Under the Act, businesses cannot discriminate against consumers if asked to stop sharing or selling their personal data. This includes charging the consumer more, denying him or her access to services, or changing the quality of the service rendered.


Under current California law, businesses are required to implement “reasonable security measures” to safeguard Californians’ personal information. The Act increases the fines and penalties for violations of the existing law, so businesses are held more responsible for safeguarding consumers’ personal information.


“The constant, never-ending addition and revision of data-related regulations worldwide will only continue to add complexity to companies already trying to navigate a challenging network of cross-border litigation, investigation and data privacy concerns. Seeking data privacy expertise to help them navigate these international intricacies will become increasingly vital to organizations that are growing, or are looking to expand, their international reach.”

Aira-Ventrella_Jenna.pngJENNA AIRA-VENTRELLA
Managing Director and BDO Global E-Discovery Practice Leader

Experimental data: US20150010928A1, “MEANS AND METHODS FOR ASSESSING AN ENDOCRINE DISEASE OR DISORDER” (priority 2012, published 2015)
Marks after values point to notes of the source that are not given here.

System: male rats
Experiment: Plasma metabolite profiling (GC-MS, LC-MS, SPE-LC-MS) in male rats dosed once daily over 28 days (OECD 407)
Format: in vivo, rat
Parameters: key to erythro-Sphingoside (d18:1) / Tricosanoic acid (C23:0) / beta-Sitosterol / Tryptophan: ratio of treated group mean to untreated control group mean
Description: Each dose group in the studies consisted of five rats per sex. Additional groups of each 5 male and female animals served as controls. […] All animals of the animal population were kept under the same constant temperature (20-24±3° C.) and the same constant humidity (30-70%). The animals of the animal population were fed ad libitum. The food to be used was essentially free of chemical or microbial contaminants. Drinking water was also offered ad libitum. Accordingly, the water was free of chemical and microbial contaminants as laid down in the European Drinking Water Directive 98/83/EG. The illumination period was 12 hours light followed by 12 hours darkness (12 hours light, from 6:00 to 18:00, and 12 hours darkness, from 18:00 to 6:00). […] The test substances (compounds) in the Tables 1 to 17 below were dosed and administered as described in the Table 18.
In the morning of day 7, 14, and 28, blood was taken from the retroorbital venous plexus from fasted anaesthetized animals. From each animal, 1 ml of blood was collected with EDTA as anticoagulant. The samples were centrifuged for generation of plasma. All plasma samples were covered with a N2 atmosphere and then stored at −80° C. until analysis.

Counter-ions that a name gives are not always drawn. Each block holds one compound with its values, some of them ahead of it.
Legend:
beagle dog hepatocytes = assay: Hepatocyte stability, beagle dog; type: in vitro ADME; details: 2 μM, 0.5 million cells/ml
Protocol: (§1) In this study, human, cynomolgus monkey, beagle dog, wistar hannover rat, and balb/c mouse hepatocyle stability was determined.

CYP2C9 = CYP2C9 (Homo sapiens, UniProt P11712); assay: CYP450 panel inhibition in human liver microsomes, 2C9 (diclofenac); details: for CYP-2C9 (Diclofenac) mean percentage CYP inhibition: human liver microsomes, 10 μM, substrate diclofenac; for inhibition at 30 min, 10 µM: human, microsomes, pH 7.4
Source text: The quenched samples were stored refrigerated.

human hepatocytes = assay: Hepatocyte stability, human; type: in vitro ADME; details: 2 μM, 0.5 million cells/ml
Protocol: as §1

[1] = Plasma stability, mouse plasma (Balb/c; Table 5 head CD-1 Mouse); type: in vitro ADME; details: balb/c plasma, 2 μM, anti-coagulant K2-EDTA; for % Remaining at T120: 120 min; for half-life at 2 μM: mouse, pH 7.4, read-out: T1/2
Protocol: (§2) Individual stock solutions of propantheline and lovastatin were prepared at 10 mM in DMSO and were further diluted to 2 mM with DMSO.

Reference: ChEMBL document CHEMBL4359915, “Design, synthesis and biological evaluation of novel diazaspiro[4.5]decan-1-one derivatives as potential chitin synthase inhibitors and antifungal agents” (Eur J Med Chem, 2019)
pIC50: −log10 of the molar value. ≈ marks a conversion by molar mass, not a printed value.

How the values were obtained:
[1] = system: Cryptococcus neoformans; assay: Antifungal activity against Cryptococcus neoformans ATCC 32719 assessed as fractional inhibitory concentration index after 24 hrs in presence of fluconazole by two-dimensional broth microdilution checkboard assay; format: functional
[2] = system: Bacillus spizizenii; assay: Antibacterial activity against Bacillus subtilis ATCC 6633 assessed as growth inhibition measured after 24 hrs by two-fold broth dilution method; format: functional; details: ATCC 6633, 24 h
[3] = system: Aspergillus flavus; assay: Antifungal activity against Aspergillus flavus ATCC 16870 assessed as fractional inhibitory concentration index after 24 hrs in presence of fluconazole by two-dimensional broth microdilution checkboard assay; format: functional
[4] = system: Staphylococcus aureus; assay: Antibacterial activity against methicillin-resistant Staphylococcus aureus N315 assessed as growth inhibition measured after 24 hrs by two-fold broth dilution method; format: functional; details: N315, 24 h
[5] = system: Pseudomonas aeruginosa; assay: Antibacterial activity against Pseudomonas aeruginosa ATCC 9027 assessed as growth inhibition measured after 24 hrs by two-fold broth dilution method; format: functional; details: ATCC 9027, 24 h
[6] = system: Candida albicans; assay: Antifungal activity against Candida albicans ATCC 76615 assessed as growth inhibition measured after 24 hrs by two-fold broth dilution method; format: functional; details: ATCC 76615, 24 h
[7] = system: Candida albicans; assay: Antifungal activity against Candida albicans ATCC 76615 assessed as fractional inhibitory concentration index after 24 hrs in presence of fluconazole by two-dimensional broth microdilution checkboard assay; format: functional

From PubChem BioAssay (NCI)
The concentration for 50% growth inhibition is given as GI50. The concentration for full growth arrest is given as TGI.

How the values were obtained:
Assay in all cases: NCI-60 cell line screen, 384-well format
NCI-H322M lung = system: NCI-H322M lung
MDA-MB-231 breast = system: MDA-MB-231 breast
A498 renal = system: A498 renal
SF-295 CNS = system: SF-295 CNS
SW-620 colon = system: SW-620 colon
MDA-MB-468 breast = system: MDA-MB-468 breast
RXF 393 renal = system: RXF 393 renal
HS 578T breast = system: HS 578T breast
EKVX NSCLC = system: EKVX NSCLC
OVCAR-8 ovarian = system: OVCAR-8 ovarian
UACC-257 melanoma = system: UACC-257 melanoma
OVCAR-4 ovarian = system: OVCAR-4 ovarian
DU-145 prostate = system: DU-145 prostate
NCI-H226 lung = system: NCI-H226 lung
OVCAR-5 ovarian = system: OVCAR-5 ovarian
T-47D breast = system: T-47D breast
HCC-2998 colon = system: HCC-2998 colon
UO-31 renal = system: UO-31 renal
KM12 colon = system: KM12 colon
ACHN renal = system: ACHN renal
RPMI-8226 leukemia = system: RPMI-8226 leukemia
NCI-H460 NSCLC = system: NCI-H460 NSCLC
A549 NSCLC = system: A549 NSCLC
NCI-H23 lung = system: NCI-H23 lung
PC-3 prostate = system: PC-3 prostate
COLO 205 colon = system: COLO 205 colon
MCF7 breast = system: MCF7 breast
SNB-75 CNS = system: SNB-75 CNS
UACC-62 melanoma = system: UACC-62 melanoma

Several other states have begun discussing whether it makes sense to implement their own similar regulations, and a strong push for a comprehensive federal privacy law has already begun.
Abroad, the GDPR has triggered similar stirrings among other countries. Brazil, for example, recently implemented its own General Data Privacy Law (Lei Geral de Proteção de Dados Pessoais or “LGPD”) in August of last year, whose provisions closely mirror the GDPR’s. Meanwhile, many other countries are debating whether to implement similar rules, or to update current ones to be more comprehensive.
Corporate counsel will need to figure out how to navigate these national and international regulations. Navigating disparate, and sometimes conflicting, data privacy laws is currently survey respondents’ greatest challenge in managing cross-border e-discovery (37 percent). In the end, a company may find itself between a rock and a hard place when forced to decide which legal risk to take—violating data protection laws or failing to respond to a U.S. subpoena or discovery requirement.


“Data governance for privacy, confidentiality and compliance is an ongoing process and commitment to safeguarding personal and other sensitive data that an organization collects, processes, sells, transfers or stores. Organizations and their legal departments will need to take a holistic approach to both—by not only evaluating and reacting to current risks, but by constantly readjusting their e-discovery strategies, technologies and processes to incorporate personal data privacy and protection into their design from the beginning.”

Schuler_Karen.pngKAREN SCHULER

BDO National Data & Information Governance Practice Leader